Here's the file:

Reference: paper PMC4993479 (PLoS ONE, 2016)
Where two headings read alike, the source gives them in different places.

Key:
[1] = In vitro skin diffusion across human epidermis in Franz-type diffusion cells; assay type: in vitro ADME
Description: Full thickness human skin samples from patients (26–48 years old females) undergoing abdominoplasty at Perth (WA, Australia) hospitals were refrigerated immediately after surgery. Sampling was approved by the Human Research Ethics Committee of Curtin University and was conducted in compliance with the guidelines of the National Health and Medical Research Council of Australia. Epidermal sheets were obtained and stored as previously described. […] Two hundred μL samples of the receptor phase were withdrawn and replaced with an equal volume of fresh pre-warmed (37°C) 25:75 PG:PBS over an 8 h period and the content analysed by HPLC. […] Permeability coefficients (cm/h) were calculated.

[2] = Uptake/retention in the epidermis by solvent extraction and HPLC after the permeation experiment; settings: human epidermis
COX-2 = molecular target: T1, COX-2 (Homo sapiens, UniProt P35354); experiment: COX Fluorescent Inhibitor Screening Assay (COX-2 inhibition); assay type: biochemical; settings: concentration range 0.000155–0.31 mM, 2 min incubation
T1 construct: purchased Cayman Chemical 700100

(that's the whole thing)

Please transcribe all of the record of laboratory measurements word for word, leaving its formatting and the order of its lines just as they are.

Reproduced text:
Reference: paper PMC4993479 (PLoS ONE, 2016)
Where two headings read alike, the source gives them in different places.

Key:
[1] = In vitro skin diffusion across human epidermis in Franz-type diffusion cells; assay type: in vitro ADME
Description: Full thickness human skin samples from patients (26–48 years old females) undergoing abdominoplasty at Perth (WA, Australia) hospitals were refrigerated immediately after surgery. Sampling was approved by the Human Research Ethics Committee of Curtin University and was conducted in compliance with the guidelines of the National Health and Medical Research Council of Australia. Epidermal sheets were obtained and stored as previously described. […] Two hundred μL samples of the receptor phase were withdrawn and replaced with an equal volume of fresh pre-warmed (37°C) 25:75 PG:PBS over an 8 h period and the content analysed by HPLC. […] Permeability coefficients (cm/h) were calculated.

[2] = Uptake/retention in the epidermis by solvent extraction and HPLC after the permeation experiment; settings: human epidermis
COX-2 = molecular target: T1, COX-2 (Homo sapiens, UniProt P35354); experiment: COX Fluorescent Inhibitor Screening Assay (COX-2 inhibition); assay type: biochemical; settings: concentration range 0.000155–0.31 mM, 2 min incubation
T1 construct: purchased Cayman Chemical 700100